You work up the courage to ask your boss for something over Slack. Or you tap out a 150-word, point-by-point counter to the last point that friend you’re fighting with made over text. You iterate, edit, and then finally, when you have all the words right, hit “send.”
The recipient starts to respond:
And then nothing.
It might seem like this glassy hell is unique to e-communication, but it actually has an equivalent in the spoken discourse we experience every day. N.J. Enfield, a linguist at the University of Sydney, studies the unspoken rules of conversation. In his book How We Talk, out Nov. 14 from Basic Books, Enfield addresses the strange but necessary silence that falls after one person asks a question and another answers.
On average, writes Enfield, English speakers take 230 milliseconds (ms), about a quarter of a second, to respond to a question. But not every situation yields the same awkward silence. Research on conversational lag time shows that when people respond to a yes/no question, a “no” generally takes twice as long as a “yes.” And, on average, the longer someone takes to respond, the more likely they are to give a non-answer.
Imagine two similar exchanges, with slightly different response times:
A: Can I expense a cab ride to the airport?
B: (200 ms) Sure.
A: Can I expense a camel rental for a photoshoot?
B: (650 ms) I’d have to check.
It’s possible that the longer hesitation in the second exchange just means person B needed more time to figure out the answer than she did in the first. But it’s also possible, posits Enfield, that by pausing, person B in the second exchange is nonverbally signaling that she is hesitant. The delayed response could be used as a buffer to soften the blow of an answer the questioner doesn’t want to hear.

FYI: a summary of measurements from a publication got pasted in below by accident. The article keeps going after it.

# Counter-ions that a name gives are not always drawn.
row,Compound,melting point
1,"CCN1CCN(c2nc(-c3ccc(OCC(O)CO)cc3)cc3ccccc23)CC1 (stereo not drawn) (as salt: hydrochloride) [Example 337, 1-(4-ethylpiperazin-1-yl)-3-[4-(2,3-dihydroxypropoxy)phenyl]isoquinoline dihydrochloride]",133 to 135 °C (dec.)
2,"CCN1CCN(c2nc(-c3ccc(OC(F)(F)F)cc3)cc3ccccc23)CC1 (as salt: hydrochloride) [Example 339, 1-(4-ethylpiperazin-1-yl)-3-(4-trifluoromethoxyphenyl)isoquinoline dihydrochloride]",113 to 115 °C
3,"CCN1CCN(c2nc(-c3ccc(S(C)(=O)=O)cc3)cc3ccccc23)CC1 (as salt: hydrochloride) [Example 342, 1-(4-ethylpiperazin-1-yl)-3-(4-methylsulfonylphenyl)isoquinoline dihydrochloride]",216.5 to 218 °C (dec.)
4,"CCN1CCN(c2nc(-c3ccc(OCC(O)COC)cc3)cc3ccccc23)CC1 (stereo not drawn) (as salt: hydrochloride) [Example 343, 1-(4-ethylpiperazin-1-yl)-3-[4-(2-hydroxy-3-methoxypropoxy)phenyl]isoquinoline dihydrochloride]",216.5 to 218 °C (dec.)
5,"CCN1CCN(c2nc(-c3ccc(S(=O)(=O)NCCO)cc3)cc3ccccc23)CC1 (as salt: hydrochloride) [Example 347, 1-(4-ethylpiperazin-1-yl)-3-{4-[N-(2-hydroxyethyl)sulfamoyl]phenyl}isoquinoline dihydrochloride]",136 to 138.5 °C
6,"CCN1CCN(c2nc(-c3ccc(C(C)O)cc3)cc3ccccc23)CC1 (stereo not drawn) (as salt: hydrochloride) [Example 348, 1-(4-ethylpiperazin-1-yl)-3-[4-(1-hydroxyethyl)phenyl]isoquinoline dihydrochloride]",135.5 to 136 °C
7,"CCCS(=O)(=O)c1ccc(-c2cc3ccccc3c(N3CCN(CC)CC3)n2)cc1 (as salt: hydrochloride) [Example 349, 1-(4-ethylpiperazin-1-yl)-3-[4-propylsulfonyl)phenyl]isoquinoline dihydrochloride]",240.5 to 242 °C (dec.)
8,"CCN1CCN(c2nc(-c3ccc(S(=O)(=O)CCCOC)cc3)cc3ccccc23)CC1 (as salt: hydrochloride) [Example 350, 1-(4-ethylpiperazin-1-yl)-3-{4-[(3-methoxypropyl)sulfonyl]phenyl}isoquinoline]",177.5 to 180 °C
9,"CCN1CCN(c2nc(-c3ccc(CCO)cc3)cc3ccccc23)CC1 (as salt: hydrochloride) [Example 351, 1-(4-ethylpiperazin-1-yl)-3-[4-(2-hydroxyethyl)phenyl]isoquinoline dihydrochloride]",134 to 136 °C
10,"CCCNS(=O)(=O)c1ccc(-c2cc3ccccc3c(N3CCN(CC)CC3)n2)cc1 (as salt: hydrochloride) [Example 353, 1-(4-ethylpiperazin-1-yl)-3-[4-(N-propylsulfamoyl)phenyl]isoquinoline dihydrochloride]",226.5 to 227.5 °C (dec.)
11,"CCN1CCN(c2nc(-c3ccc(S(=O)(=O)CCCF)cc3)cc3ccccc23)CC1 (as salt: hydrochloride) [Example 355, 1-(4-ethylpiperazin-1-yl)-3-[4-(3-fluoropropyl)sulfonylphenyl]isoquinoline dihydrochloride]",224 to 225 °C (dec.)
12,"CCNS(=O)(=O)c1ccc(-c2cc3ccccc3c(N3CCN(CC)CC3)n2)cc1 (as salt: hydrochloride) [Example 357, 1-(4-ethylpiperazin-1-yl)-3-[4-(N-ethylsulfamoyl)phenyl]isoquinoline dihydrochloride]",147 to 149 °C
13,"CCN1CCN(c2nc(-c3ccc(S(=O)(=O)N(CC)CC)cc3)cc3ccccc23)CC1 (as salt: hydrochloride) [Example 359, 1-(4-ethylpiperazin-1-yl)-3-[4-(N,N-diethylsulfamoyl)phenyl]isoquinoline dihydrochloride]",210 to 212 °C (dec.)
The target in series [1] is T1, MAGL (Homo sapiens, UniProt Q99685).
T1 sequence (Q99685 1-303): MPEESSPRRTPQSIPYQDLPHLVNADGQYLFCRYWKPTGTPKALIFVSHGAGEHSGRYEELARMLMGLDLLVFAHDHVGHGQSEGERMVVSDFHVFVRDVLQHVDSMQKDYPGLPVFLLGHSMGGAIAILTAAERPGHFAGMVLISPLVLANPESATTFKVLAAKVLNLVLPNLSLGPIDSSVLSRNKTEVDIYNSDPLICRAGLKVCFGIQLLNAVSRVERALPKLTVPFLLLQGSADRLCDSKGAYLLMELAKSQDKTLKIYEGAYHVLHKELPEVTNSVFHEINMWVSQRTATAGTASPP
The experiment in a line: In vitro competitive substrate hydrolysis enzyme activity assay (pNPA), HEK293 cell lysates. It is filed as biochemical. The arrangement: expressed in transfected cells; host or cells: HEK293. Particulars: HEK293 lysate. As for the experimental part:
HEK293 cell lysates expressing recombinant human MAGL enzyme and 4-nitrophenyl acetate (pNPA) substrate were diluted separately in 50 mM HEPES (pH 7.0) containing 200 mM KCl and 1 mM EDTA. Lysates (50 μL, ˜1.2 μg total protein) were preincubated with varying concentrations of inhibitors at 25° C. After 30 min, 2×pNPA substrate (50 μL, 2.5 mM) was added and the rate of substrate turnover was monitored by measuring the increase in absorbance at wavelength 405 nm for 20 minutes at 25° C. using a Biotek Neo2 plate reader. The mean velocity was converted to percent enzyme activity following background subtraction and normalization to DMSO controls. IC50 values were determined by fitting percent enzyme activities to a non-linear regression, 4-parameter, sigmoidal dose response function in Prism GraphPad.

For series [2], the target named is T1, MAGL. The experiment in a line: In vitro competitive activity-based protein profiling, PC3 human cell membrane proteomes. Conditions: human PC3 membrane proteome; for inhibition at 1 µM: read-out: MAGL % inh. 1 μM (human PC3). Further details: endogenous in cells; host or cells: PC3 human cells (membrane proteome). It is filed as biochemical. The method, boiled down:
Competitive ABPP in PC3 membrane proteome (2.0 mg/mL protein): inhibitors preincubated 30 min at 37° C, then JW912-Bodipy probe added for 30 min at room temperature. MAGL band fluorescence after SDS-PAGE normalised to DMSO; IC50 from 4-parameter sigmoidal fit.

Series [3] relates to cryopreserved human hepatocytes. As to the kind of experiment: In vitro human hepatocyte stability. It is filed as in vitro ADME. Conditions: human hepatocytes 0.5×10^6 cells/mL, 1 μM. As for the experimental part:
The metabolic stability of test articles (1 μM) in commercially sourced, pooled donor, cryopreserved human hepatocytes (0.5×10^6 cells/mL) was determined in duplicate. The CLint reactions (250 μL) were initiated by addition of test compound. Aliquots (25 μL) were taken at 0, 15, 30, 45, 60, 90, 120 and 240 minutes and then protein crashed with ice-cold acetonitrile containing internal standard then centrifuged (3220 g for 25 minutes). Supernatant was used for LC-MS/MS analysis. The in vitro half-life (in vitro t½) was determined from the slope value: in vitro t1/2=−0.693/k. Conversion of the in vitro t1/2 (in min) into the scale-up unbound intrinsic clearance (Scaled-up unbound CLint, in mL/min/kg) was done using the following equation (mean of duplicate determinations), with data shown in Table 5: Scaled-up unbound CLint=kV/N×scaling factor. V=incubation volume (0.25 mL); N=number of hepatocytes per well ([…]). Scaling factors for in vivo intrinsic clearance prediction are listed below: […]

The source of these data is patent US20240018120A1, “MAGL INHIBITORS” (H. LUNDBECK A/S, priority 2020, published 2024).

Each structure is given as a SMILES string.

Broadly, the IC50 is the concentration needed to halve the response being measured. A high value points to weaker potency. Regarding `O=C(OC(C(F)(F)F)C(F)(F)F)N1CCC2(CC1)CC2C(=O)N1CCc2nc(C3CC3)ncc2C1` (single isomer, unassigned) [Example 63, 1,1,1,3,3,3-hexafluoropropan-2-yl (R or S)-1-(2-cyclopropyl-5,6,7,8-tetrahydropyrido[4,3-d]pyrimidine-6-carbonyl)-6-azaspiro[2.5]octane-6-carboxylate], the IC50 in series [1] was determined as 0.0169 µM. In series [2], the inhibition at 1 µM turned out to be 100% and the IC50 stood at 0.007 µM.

Research suggests we intuitively understand the meaning of these delays. In a 2013 study, participants listened to recorded exchanges in which one person asked for a ride, and a second answered “yes.” The listeners were asked to rate how willing the second person seemed to actually give the ride. Response time mattered: as long as the “yes” answer came within half a second, participants didn’t perceive a meaningful difference in how willing the person seemed. But after 600 ms, the listeners started to perceive a drop in willingness, and responses that took between 700 ms and 800s ms (still less than one second) were statistically significantly less likely to be perceived as genuine.
The field of texting-as-conversation is understudied and ripe for more research, says Enfield. But he believes the expectations we have of textual missives are likely to mirror those we have for spoken conversation. “You see people getting kind of calibrated to a certain metric,” he says, “In the sense that you start a conversation and you have a set of expectations about how quickly people will respond.”
We expect someone to respond to a yes/no question in less than half a second; if the respondent takes longer, it starts to feel like it might be a “no,” or, at best, a wishy-washy answer. When you see someone start to type over text or Slack, and then stop, you know the person is there and knows a response is needed, but is delaying. You worry: Maybe she will say no, and if she does say “yes,” but it took her too long, maybe she didn’t really mean it.
Of course there are lots of reasons someone might not respond within a given person’s expected time frame to a chat message or an email. Perhaps she was free when she started to reply, but then became busy. Maybe she was in a meeting, so her attention was split. It’s also possible that we haven’t been texting long enough as a society to agree on a reasonable response rate, and what she thinks is perfectly normal gives you server anxiety.
As we become more finely tuned to the nuances of our electronic missives, we may come to interpret delays there in much the same way we do with the brief pauses we already accept in everyday conversation.